The condition thus imposed on ( ) is called the condition of zero stability.
(2) A necessary condition for convergence of the LMM defined by (10) is that the order of the associated
difference operator be at least 1.
The condition that the order 1 p > is called the condition of consistency.
3.1 Consistency of the method
In this subsection, it is shown that the 2point IBBDF satisfies the consistency conditions given in definition 5.
From what followed in section 2, it can be concluded that the order of the 2point IBBDF method is greater than
1.
It now remains to show that the method is consistent.
The method (4) is consistent if and only if the following conditions are satisfied:
3
0
3 3
0 0
0
j
j
j j
j j
C
jC D
=
= =
=
=
(18)
where the
' j s
C and
' j s
D are as previously defined.
Equation (18) then becomes
3
0 1 2 3
0
5
0 1 1
4
4 1 11
1
1
8 8
2
0
0
j
j
C C C C C
=
= + + +
 
     

  
= + + + 
  
  
 \ \ \
\
 
=

\
(19)
Hence the first condition in (18) is satisfied.
3
0 1 2 3
0
0 1 2 3
5
0 1 1
4
0 1 2 3 4 1 11
1
1
8 8
2
3
2
3
4
j
j
jC C C C C
=
= + + +
 
     

  
= + + + 
  
  
 \ \ \
\
 

= 


\
(20)
The Convergence and Order of the 2point Improved Block Backward Differentiation Formula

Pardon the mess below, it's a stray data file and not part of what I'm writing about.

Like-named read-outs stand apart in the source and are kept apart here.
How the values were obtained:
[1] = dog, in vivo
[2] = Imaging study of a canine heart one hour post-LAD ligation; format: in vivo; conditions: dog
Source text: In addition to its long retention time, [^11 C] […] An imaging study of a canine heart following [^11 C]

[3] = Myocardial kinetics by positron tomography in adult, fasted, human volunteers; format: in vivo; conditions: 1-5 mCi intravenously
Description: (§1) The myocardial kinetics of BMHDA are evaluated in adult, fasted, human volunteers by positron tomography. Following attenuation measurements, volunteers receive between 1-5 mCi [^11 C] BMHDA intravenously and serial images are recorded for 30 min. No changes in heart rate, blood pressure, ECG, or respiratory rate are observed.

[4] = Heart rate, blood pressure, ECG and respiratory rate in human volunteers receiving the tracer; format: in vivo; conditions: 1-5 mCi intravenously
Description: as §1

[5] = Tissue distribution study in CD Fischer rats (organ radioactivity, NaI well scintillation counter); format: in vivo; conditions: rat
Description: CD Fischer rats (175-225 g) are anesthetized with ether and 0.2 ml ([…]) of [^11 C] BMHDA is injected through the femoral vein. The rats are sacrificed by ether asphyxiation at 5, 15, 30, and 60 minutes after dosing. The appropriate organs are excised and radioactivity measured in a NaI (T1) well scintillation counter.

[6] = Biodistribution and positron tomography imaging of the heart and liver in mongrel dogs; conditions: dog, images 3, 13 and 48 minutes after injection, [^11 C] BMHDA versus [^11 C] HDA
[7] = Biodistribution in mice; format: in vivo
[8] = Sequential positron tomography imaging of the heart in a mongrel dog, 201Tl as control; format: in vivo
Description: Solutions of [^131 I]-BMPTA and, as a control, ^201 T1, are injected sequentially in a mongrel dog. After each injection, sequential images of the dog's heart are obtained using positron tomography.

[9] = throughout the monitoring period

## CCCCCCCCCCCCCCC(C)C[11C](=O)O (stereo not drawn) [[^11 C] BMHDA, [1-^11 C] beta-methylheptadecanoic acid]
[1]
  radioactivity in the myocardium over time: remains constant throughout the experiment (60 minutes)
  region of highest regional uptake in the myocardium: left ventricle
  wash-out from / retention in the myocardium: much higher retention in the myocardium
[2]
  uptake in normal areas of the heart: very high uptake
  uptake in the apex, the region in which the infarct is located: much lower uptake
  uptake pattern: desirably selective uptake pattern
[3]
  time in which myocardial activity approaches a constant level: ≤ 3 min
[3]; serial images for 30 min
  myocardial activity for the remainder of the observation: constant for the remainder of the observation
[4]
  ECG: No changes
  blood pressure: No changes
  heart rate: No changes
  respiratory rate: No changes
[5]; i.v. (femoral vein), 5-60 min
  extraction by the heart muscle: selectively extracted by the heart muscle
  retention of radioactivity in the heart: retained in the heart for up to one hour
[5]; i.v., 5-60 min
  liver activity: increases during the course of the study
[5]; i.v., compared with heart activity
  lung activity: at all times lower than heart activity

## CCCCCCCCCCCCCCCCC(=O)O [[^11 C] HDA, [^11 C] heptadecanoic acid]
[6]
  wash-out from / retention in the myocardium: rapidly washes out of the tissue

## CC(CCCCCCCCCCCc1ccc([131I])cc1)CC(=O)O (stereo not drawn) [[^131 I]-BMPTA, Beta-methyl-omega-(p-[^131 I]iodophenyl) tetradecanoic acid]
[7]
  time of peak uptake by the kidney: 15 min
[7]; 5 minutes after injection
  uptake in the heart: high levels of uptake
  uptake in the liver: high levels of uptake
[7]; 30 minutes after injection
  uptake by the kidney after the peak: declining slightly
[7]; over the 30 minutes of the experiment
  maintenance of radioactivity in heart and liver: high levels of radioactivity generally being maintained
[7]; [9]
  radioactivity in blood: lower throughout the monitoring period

www.iosrjournals.org 66  Page
3
1 2 3
0
1 1 0
0
2 1 1
0
0
4 2
3
2
3
4
j
j
D D D D
=
= + +
     
 
  
= + + +

  
\
\ \ \
 

= 


\
(21)
Hence
3 3
0 0
j j
j j
jC D
= =
=
.
Thus, the second condition in (18) is also satisfied.
The consistency conditions are therefore met. Hence, the method is consistent. It now remains to show that the
method is zero stable.
3.2 Zero Stability
The stability polynomial of the method (4) is given by:
2 2
2 2 2
5 1 19 3 1 43 23 1
( , ) 0
32 16 16 2 8 32 16 2
R h t h t ht h t t ht h t = + + = (22)
To derive the first characteristic polynomial, we set 0 h = in (22) to obtain:
2
5 19 43
0
32 16 32
t t + = (23)
Solving (23) for t, we obtain the following roots:
1, t = 0.116279 t =
Thus according to definition 7, the method (4) is zero stable.
Since the method (4) is both consistent and zero stable, it is thus convergent in accordance with Theorem 1.
IV. Conclusion
The 2point improved block backward differentiation formula is studied in this paper. The order of the
method is shown to be 3. The convergence of the method is also shown by proving that the method satisfied
consistency conditions and that it is zero stable; thus validating its significance in solving stiff initial value
problems.
REFERENCES
[1] C. Curtiss, J.O. Hirschfelder, Integration of stiff equations, Proceedings of the National Academy of Sciences of the United States
of America. 38 (1952), pp. 235243.
[2] D. Voss, S. Abbas, Block predictorcorrector schemes for the parallel solution of ODEs, Computers and Mathematics with
Applications. 33 (1997),
6572.
[3] G. Hall, J. M. Watt Modern Numerical Methods for Ordinary Differential Equations, Clarendon Press, 1976.